Screams and sirens mark New Year’s Eve in Page Hall as FIFTEEN cop cars race to brawl

Residents claim 15 police cars and three ambulances were deployed to a mass brawl in a Sheffield street in the early hours of this morning.

By Claire Lewis
Friday, 1st January 2021, 12:09 pm

The disturbance in Willoughby Street, Page Hall, is believed to have broken out just after midnight.

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Residents said police officers swarmed the street and there were also a number of ambulances in attendance.

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Police officers were deployed to Page Hall

Videos circulating on social media showed at least one arrest being made but details have not yet been confirmed by South Yorkshire Police.

One Willoughby Street resident said police officers told groups gathering in the street that orders were in place to prevent people congregating outside.

The 28-year-old said despite a new police team recently set up to tackle issues in Page Hall, more needs to be done.

Officers have turned an empty house on Robey Street into a police base in a bid to deter trouble and to have staff on hand to respond to incidents and to get to know the community better.

The Willoughby Street resident who witnessed the police activity this morning said in addition to the brawl there was also an illegal gathering of around 20 residents on nearby Hinde House Lane while fireworks were set off.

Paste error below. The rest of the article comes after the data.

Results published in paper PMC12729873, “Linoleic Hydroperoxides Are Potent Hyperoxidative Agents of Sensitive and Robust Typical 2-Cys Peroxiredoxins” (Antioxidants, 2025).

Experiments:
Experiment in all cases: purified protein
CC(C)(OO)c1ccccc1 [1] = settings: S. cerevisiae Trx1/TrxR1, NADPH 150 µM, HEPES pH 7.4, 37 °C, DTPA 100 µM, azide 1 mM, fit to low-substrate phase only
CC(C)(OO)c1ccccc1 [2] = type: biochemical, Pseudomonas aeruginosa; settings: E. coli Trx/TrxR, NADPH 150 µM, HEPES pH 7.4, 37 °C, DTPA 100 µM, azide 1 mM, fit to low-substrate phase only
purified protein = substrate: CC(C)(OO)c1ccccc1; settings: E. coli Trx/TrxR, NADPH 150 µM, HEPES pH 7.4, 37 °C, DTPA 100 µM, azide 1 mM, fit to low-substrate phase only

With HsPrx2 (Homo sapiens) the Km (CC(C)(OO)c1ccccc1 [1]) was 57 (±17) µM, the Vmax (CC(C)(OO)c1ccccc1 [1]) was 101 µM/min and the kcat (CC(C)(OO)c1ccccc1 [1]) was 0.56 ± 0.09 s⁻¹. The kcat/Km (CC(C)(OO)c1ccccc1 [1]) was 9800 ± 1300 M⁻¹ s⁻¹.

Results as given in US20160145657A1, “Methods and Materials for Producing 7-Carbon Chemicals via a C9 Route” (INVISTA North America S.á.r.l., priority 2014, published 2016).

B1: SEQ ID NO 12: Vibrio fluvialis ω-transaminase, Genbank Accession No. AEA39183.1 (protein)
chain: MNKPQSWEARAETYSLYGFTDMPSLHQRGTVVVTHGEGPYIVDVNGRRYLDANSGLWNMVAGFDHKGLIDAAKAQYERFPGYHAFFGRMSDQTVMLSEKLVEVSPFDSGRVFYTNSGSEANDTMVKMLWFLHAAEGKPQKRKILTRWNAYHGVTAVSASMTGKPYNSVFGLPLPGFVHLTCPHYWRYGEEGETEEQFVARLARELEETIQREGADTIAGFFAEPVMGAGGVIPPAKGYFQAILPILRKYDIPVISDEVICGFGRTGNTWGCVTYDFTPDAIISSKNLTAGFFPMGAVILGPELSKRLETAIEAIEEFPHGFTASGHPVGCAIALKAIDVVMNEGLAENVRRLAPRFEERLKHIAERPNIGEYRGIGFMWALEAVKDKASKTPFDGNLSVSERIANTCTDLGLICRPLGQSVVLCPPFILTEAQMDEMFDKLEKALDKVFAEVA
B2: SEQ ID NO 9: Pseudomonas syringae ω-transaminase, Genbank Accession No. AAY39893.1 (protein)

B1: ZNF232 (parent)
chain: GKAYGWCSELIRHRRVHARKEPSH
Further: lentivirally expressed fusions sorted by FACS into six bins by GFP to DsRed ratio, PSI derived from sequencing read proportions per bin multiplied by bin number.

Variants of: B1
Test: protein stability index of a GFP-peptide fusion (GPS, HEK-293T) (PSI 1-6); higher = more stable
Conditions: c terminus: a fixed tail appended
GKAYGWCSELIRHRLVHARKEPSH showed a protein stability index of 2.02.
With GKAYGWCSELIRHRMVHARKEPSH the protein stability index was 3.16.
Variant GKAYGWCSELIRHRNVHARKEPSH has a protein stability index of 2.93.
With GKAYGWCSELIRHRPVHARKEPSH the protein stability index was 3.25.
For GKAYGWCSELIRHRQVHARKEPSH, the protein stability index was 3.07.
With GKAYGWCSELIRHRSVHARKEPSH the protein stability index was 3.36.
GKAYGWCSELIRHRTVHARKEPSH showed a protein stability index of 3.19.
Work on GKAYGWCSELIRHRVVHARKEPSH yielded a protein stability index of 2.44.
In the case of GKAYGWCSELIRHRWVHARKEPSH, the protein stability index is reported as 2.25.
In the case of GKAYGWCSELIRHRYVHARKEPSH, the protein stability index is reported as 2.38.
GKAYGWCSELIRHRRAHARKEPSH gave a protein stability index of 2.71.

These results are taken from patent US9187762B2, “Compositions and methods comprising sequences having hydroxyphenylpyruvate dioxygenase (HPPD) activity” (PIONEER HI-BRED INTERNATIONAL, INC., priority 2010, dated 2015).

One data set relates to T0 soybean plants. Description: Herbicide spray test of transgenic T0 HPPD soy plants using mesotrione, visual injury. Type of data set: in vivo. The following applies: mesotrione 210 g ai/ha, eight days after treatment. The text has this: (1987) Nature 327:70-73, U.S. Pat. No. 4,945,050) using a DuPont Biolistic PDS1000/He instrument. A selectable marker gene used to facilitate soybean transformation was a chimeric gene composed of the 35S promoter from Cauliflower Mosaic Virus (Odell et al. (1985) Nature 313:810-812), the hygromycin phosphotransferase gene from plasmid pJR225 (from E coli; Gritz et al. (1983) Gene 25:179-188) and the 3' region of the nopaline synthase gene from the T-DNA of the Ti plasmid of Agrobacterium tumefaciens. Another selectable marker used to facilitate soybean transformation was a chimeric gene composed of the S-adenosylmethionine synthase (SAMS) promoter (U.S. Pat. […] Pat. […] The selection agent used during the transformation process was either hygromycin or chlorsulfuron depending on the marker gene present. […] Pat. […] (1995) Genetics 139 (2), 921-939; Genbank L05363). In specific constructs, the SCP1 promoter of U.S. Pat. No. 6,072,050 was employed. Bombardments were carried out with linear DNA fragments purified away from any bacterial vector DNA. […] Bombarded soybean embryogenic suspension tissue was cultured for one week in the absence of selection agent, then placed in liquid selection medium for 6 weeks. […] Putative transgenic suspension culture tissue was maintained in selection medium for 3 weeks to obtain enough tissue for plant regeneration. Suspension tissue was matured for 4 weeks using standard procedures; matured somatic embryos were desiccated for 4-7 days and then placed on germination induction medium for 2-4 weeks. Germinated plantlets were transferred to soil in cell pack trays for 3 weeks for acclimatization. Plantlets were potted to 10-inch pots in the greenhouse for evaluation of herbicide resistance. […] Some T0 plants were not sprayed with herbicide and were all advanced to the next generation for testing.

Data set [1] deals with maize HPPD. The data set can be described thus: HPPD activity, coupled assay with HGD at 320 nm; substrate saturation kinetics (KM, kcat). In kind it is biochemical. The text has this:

The man, who has lived in Page Hall all his life, said: “There were police cars everywhere – 15 plus three ambulances and police dogs – but it seemed to take forever to get things under control.

“Officers were shouting saying orders were in place and everyone needed to go home and at one point I saw an officer being pushed about. It was madness.”

He added: “The police have moved into the area but there are still problems – fly-tipping, fighting, noise, large groups. Nothing has changed yet.”

When the team was launched, Sergeant Tony Cartlidge, said: “For me, the most important thing is having my officers out there, on the streets, in people’s faces. It’s about spending as much time as a shift allows, speaking to people, stopping vehicles and using enforcement where necessary.“I am ensuring the team spend as much time on the beat as possible and getting to know their community; that is where the greatest gains can be made.”

In these confusing and worrying times, local journalism is more vital than ever. Thanks to everyone who helps us ask the questions that matter by taking out a digital subscription or buying a paper. We stand together. Nancy Fielder, editor.